|Date(s):||September 3, 1864|
|Tag(s):||War, Politics, Arts/Leisure|
|Course:||“Civil War and Reconstruction,” Juniata College|
Twenty-four year old Thomas Nast made known his support for incumbent President Lincoln in a work in the September edition of Harper's Weekly. The cartoon entitled "Compromise With the South" was one of his most powerful and effective cartoons, and one of his personal favorites that he dedicated to the Democratic Chicago Convention in particular. Harper's Weekly, the first periodical to achieve national circulation, featured the cartoon on its front page on September 3, 1864. Nast's staunch Unionist stance, including those of the Republican editor and owner of Harper's, helped to earn the periodical its reputation in the North and earning him threatening letters from the South. One admirer declared: "Nast would have been burned at the stake had he been captured on one of his visits to the front."
The cartoon itself depicts a possible grim outcome from the Democratic convention. Nast paints the Democratic convention as a betrayal against the principles for which Union soldiers fought. On the left, a defeated and disabled Union soldier, his face hidden in shame, extends a feeble hand of surrender to a triumphant Jefferson Davis, president of the Confederacy. Davis stands with one boot disrespectfully on the grave of another Union soldier, while Columbia kneels mournfully. In the upper-left, the American flag is hung upside down as a sign of distress. Nast's point in his cartoon was that if there was going to be a compromise with the Confederacy, Union soldiers will have died and served and lost limbs for nothing. He also believed the Democratic platform would return blacks to slavery, as there is a despairing black Union soldier in the cartoon. Overall, the cartoon made a statement against the peace wing of the Democratic party (who were also known as Copperheads).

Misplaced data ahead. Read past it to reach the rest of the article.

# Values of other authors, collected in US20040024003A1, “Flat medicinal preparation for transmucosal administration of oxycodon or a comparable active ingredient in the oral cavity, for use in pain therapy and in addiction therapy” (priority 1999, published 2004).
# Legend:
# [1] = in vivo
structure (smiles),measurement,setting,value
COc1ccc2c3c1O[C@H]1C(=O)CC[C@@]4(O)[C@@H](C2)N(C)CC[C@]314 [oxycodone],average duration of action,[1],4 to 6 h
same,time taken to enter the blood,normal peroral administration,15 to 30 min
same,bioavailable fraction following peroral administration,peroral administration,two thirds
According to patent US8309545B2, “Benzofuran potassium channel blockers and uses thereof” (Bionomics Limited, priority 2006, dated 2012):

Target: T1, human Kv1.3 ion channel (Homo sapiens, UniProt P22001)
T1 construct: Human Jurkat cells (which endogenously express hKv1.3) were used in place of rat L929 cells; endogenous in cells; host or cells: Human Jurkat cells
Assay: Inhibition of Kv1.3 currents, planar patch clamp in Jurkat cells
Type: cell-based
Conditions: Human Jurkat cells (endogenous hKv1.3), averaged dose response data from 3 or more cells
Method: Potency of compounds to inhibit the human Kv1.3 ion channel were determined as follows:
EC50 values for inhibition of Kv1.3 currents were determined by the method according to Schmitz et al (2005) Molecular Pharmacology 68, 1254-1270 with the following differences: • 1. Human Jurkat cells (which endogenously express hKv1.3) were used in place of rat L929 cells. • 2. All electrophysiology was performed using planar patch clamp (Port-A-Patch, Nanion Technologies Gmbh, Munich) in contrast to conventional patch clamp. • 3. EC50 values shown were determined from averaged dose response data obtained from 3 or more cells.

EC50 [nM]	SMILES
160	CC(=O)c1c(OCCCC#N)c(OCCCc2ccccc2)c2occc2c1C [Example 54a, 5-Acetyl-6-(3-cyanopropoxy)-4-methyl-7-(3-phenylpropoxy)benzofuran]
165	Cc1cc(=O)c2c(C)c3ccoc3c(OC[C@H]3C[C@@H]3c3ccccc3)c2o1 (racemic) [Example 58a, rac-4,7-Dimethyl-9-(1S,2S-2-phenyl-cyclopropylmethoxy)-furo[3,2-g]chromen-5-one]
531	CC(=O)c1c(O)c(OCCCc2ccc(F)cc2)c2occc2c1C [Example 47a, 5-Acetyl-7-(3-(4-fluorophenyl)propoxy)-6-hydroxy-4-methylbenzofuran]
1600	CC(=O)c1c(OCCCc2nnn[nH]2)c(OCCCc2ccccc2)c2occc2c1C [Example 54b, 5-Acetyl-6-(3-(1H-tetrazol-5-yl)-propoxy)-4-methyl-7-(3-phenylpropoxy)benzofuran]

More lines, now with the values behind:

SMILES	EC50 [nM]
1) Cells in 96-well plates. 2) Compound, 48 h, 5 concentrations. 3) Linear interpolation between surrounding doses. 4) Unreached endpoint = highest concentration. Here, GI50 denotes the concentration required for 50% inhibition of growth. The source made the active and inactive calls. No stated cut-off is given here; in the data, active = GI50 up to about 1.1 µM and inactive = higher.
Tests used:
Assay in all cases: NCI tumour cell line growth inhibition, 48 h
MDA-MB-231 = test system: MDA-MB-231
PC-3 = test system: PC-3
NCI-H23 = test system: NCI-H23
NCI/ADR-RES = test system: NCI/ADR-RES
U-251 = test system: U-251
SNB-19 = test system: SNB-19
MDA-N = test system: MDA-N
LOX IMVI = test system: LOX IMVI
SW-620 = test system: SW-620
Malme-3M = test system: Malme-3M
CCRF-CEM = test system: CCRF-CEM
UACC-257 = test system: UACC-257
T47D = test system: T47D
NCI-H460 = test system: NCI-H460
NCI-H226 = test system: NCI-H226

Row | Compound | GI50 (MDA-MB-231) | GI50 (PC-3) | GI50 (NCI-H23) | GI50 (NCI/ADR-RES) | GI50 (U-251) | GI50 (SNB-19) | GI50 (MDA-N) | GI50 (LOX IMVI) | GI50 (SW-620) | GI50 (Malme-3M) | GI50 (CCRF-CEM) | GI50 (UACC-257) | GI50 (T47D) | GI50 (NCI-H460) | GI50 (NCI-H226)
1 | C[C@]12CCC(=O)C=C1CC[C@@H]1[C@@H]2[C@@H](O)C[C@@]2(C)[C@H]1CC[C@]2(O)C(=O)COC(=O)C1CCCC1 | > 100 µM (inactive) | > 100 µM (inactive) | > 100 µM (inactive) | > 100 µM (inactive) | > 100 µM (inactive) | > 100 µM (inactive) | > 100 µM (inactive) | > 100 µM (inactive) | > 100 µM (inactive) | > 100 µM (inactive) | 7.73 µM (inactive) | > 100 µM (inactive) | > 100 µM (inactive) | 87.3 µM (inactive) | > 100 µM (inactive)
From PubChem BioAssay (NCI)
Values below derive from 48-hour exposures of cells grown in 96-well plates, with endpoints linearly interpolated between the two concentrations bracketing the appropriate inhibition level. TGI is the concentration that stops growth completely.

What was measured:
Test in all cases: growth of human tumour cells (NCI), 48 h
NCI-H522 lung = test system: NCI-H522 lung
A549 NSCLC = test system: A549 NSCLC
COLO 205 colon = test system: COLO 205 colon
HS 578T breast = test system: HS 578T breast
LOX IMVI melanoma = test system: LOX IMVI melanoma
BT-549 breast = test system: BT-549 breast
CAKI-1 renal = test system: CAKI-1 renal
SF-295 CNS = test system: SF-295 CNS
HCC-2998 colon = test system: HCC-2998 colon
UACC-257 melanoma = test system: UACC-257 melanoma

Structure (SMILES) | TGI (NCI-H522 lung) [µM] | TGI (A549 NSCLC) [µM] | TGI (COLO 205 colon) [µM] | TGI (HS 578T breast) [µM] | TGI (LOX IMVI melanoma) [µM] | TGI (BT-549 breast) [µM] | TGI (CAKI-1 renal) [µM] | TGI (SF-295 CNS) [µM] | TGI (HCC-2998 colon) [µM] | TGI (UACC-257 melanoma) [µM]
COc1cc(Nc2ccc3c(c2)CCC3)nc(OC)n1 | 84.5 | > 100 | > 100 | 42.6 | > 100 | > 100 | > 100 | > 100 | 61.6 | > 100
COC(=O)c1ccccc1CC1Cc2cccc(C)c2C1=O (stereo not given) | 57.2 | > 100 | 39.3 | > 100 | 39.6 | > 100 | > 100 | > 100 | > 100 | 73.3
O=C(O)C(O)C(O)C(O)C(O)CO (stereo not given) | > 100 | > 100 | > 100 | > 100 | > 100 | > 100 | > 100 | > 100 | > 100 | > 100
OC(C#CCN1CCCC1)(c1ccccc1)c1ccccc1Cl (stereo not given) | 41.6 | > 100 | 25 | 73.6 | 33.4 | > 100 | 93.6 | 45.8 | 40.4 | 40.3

The 1864 campaigns and convention was the event that helped Nast earn his national reputation. For up to twenty years after "Compromise With the South" was put to print in Harper's Weekly, Nast exerted a tremendous influence on the political life of the United States. He always held a principal interest in politics. His crusading ardor can be attributed to his upbringing: his father fled from Europe rather than be faced with compromising his political ideals and carried from that a sense of conscience rather than a spirit of compromise which was the dominant thought pattern in the country in the Civil War era.